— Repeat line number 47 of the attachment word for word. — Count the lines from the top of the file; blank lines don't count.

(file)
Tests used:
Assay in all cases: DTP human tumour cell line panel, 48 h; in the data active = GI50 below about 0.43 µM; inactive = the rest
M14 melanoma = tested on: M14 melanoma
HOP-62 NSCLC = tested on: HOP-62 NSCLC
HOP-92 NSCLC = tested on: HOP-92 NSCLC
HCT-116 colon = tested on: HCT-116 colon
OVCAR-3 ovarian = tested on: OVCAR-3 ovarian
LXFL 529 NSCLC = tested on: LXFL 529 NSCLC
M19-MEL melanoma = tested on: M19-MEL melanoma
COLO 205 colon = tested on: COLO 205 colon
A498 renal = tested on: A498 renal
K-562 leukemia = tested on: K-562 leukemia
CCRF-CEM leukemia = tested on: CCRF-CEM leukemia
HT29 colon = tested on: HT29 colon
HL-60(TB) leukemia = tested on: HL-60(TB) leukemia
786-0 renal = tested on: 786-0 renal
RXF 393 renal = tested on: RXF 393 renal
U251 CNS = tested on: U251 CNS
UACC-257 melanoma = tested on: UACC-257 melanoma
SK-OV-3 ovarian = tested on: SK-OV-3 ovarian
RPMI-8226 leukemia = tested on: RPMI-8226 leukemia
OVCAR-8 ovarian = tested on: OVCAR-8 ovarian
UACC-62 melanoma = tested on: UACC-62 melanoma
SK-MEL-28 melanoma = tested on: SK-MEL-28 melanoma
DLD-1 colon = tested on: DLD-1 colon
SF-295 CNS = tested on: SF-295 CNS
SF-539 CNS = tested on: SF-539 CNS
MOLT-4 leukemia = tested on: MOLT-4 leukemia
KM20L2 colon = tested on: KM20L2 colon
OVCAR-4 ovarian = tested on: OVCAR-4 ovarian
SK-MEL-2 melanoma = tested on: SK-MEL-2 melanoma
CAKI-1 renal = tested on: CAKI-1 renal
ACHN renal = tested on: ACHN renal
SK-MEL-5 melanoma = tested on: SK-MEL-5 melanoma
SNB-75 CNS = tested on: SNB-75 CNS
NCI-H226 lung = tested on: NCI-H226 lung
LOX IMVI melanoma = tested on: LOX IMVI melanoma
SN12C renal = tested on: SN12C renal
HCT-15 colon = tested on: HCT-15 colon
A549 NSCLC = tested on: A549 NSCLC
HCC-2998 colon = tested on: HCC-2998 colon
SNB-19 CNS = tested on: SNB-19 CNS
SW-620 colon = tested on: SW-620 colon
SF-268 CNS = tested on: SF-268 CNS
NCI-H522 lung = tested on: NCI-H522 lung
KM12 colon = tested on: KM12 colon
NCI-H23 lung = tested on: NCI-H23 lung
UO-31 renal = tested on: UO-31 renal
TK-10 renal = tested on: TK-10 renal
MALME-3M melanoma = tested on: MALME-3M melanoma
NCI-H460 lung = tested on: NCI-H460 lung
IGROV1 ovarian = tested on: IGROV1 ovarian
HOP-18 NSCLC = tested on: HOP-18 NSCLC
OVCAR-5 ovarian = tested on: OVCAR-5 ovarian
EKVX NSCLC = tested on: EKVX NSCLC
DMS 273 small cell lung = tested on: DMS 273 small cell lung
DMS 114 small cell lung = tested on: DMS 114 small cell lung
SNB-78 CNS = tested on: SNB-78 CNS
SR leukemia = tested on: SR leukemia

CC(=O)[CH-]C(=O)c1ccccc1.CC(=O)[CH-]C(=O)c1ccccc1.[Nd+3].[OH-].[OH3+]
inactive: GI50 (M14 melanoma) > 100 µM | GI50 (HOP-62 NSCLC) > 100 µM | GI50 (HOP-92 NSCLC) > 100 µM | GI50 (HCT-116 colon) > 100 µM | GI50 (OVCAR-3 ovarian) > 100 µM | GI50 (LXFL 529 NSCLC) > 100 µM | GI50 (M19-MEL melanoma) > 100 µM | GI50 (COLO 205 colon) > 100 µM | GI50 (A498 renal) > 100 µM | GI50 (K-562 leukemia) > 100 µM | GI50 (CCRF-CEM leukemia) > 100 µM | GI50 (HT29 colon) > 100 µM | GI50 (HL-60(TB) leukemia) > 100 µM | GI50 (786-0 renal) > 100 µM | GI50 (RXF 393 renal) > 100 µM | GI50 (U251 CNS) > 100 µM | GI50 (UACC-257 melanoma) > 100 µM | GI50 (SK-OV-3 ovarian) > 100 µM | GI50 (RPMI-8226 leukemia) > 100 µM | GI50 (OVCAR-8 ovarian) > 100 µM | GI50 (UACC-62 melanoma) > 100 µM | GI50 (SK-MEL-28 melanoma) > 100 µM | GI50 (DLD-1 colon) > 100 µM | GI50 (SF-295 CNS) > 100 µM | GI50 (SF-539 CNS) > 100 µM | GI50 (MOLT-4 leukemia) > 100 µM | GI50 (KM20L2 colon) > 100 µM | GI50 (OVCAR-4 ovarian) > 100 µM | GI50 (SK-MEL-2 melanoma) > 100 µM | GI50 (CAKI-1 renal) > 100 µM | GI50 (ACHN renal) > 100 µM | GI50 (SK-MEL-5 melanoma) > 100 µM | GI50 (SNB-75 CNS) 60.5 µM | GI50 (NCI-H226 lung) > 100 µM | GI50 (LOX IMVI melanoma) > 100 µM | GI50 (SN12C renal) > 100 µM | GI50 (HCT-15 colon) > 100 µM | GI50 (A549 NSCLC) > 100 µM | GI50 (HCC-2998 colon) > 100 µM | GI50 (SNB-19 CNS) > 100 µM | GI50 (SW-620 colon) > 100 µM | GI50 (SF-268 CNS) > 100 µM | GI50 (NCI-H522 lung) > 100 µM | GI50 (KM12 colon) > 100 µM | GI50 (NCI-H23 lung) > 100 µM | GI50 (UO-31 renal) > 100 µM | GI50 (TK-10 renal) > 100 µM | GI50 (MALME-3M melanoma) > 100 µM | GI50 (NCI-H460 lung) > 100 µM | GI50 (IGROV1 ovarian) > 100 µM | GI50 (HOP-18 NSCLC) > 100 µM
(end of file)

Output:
NCI-H23 lung = tested on: NCI-H23 lung